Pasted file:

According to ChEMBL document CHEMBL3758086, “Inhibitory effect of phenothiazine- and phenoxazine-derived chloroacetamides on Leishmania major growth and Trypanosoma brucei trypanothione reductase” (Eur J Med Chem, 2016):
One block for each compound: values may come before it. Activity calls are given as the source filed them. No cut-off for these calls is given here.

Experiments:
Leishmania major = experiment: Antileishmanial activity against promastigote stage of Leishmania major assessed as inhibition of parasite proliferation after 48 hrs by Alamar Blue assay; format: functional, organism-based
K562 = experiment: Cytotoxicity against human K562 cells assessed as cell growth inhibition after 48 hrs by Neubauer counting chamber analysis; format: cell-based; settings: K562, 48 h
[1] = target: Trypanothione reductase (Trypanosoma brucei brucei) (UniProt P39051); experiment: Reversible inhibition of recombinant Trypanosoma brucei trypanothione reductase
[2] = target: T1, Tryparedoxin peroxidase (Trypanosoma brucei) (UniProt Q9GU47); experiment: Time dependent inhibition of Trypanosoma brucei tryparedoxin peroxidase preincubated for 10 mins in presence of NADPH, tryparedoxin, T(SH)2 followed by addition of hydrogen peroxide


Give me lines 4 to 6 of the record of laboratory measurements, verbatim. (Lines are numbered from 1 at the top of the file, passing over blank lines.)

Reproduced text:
Leishmania major = experiment: Antileishmanial activity against promastigote stage of Leishmania major assessed as inhibition of parasite proliferation after 48 hrs by Alamar Blue assay; format: functional, organism-based
K562 = experiment: Cytotoxicity against human K562 cells assessed as cell growth inhibition after 48 hrs by Neubauer counting chamber analysis; format: cell-based; settings: K562, 48 h
[1] = target: Trypanothione reductase (Trypanosoma brucei brucei) (UniProt P39051); experiment: Reversible inhibition of recombinant Trypanosoma brucei trypanothione reductase